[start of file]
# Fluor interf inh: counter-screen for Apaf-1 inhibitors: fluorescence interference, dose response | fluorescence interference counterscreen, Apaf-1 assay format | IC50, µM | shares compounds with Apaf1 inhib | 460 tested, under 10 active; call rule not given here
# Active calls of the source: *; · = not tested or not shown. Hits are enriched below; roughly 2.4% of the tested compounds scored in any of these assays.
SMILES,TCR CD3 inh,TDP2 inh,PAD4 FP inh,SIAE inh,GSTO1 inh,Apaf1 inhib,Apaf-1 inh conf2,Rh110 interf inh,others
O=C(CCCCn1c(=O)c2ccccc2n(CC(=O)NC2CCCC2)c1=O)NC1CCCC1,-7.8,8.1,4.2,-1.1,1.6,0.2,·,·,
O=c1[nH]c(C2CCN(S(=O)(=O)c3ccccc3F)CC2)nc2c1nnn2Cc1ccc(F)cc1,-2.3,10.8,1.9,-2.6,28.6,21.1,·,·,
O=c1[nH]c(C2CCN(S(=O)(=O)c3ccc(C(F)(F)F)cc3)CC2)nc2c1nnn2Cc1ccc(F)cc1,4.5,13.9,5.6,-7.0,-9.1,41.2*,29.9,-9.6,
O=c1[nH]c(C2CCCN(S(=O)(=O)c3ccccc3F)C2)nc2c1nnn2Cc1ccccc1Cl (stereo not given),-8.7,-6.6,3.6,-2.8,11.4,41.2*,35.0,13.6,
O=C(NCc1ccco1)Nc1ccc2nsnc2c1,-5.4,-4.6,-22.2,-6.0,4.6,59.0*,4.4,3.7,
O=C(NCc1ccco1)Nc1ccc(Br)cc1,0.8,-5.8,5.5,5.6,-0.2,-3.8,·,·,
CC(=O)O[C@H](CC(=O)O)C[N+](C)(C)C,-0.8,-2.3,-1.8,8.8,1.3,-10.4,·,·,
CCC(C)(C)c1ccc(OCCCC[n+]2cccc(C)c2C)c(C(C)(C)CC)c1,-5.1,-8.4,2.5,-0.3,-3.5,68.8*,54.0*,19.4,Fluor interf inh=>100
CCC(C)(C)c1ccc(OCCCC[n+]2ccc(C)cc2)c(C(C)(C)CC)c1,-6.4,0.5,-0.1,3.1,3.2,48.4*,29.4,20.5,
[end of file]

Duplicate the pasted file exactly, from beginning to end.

# Fluor interf inh: counter-screen for Apaf-1 inhibitors: fluorescence interference, dose response | fluorescence interference counterscreen, Apaf-1 assay format | IC50, µM | shares compounds with Apaf1 inhib | 460 tested, under 10 active; call rule not given here
# Active calls of the source: *; · = not tested or not shown. Hits are enriched below; roughly 2.4% of the tested compounds scored in any of these assays.
SMILES,TCR CD3 inh,TDP2 inh,PAD4 FP inh,SIAE inh,GSTO1 inh,Apaf1 inhib,Apaf-1 inh conf2,Rh110 interf inh,others
O=C(CCCCn1c(=O)c2ccccc2n(CC(=O)NC2CCCC2)c1=O)NC1CCCC1,-7.8,8.1,4.2,-1.1,1.6,0.2,·,·,
O=c1[nH]c(C2CCN(S(=O)(=O)c3ccccc3F)CC2)nc2c1nnn2Cc1ccc(F)cc1,-2.3,10.8,1.9,-2.6,28.6,21.1,·,·,
O=c1[nH]c(C2CCN(S(=O)(=O)c3ccc(C(F)(F)F)cc3)CC2)nc2c1nnn2Cc1ccc(F)cc1,4.5,13.9,5.6,-7.0,-9.1,41.2*,29.9,-9.6,
O=c1[nH]c(C2CCCN(S(=O)(=O)c3ccccc3F)C2)nc2c1nnn2Cc1ccccc1Cl (stereo not given),-8.7,-6.6,3.6,-2.8,11.4,41.2*,35.0,13.6,
O=C(NCc1ccco1)Nc1ccc2nsnc2c1,-5.4,-4.6,-22.2,-6.0,4.6,59.0*,4.4,3.7,
O=C(NCc1ccco1)Nc1ccc(Br)cc1,0.8,-5.8,5.5,5.6,-0.2,-3.8,·,·,
CC(=O)O[C@H](CC(=O)O)C[N+](C)(C)C,-0.8,-2.3,-1.8,8.8,1.3,-10.4,·,·,
CCC(C)(C)c1ccc(OCCCC[n+]2cccc(C)c2C)c(C(C)(C)CC)c1,-5.1,-8.4,2.5,-0.3,-3.5,68.8*,54.0*,19.4,Fluor interf inh=>100
CCC(C)(C)c1ccc(OCCCC[n+]2ccc(C)cc2)c(C(C)(C)CC)c1,-6.4,0.5,-0.1,3.1,3.2,48.4*,29.4,20.5,